I’m a senior at the University of Florida and a member of ASDA’s predental chapter at Florida. As a predental, I understand that my time is valuable, and it’s important that I use it as best as I can before I begin my journey as a dental student. This past winter, I took part in a dental educational service trip to Mumbai, India. My sisters, Toral, an incoming D1 of the University of Florida College of Dentistry, and Kinjal, a sophomore at Nova Southeastern University, were able to join me.
We volunteered as teacher’s assistants at the Navnirman School in Mumbai. The students at this school have intellectual and mental disabilities and are in need of special assistance to learn and maintain daily living skills. We aided the teachers in their efforts to create educational activities that foster the growth of the mentally disabled. Our duties included helping communicate the importance of dental hygiene to children ranging from four to eighteen years of age. This included teaching about the importance of and proper technique for brushing and flossing. We also spoke on the basic structure of the tooth. We gave out sixty packets to the students that included a toothbrush, toothpaste, mouthwash and floss packets. Lastly, we instructed the children on the importance of eating healthy and avoiding unhealthy foods. When planning this trip our goals were to serve an underprivileged area, demonstrate our expertise and have an impact on the local youths. I’m proud to say our trip was very successful.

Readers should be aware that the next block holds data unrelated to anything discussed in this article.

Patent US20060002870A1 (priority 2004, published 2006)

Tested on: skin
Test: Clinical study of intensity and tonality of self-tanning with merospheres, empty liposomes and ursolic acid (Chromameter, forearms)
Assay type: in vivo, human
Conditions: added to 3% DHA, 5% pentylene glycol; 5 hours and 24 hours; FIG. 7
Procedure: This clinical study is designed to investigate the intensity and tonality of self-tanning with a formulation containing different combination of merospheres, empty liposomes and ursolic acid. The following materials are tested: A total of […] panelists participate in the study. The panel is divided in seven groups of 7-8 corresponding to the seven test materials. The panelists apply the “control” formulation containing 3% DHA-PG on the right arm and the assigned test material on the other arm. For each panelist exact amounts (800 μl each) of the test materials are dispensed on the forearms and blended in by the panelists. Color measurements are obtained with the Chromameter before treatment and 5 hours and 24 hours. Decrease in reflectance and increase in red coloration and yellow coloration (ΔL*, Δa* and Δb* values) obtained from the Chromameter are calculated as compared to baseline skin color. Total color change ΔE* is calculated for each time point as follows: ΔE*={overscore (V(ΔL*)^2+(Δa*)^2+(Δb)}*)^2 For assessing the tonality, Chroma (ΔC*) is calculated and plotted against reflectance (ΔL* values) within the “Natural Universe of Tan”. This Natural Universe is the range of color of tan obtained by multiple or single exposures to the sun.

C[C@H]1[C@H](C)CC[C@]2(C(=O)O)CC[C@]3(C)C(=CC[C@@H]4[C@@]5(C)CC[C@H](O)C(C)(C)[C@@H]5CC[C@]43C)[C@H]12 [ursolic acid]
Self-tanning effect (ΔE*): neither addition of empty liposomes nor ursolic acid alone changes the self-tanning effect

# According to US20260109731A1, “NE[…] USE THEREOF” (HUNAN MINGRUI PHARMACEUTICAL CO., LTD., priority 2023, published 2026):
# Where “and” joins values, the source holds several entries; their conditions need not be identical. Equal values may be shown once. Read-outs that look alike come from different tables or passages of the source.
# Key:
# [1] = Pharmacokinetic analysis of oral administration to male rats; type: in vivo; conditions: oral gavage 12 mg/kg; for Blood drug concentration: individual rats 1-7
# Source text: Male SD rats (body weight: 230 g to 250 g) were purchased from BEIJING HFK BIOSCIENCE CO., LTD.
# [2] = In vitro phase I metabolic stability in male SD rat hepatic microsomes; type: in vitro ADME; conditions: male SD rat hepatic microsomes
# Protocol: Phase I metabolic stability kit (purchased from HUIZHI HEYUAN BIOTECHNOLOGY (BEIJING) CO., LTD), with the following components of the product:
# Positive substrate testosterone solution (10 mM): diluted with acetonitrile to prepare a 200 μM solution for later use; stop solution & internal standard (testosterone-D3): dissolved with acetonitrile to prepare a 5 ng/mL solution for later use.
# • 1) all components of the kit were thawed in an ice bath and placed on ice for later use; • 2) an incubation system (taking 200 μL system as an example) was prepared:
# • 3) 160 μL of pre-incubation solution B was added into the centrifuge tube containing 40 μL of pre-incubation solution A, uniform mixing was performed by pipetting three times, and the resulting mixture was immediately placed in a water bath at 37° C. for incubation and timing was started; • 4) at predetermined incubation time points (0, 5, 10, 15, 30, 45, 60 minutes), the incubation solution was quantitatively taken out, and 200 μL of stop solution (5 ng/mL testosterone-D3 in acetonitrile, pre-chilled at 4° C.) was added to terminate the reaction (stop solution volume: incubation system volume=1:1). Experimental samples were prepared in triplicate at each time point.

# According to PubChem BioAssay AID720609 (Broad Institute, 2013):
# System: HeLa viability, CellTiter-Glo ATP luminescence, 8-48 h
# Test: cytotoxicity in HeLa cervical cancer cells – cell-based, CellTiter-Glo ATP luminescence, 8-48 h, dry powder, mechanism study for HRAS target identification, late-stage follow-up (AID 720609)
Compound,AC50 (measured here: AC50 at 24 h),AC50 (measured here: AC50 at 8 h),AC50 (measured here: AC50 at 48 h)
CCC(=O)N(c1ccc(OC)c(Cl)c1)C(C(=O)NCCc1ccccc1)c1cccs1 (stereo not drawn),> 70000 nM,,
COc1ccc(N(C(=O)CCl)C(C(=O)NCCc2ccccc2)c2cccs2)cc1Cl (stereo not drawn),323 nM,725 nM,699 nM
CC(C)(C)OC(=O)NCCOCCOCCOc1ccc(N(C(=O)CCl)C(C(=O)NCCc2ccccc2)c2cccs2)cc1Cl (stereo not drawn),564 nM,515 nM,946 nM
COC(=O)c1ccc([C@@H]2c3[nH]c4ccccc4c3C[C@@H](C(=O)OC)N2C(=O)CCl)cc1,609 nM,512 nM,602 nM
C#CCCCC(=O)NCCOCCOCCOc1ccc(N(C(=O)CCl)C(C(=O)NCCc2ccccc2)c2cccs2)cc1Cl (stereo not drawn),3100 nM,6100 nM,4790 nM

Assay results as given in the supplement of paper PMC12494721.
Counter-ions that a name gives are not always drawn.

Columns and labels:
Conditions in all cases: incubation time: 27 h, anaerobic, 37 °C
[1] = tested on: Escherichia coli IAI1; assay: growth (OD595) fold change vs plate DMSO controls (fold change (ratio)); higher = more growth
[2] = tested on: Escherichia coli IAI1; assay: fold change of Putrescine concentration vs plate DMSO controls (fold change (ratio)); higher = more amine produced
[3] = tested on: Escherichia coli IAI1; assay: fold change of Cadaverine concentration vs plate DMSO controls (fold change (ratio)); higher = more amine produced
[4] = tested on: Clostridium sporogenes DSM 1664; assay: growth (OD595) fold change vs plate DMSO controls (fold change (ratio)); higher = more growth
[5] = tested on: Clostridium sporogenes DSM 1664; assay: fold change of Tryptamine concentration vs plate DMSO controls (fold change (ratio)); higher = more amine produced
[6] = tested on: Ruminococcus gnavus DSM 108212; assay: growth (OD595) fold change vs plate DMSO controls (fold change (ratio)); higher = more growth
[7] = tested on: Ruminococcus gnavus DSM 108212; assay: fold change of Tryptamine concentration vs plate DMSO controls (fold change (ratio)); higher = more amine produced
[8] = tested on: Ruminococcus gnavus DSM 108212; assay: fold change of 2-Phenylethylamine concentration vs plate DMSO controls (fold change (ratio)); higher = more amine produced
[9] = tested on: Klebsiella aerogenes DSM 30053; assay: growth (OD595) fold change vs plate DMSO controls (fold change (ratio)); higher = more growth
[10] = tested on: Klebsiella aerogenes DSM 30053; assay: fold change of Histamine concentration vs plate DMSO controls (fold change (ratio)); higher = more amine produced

Our ASDA chapter takes part in local events every few weeks. Our service event is called Youth Tooth and benefits local children in need. Sometimes it may seem like there isn’t enough time to manage schoolwork and still participate in service projects. But if you’re committed to becoming a dentist, you should devote time to projects like these. There is no shortage of causes available to you. Maybe you'll choose to work with underprivileged children, like I did. Whether at home or abroad, you can do a world of good for many children that do not have access or the means for maintaining a healthy smile.
- Sejal Shah, University of Florida ’18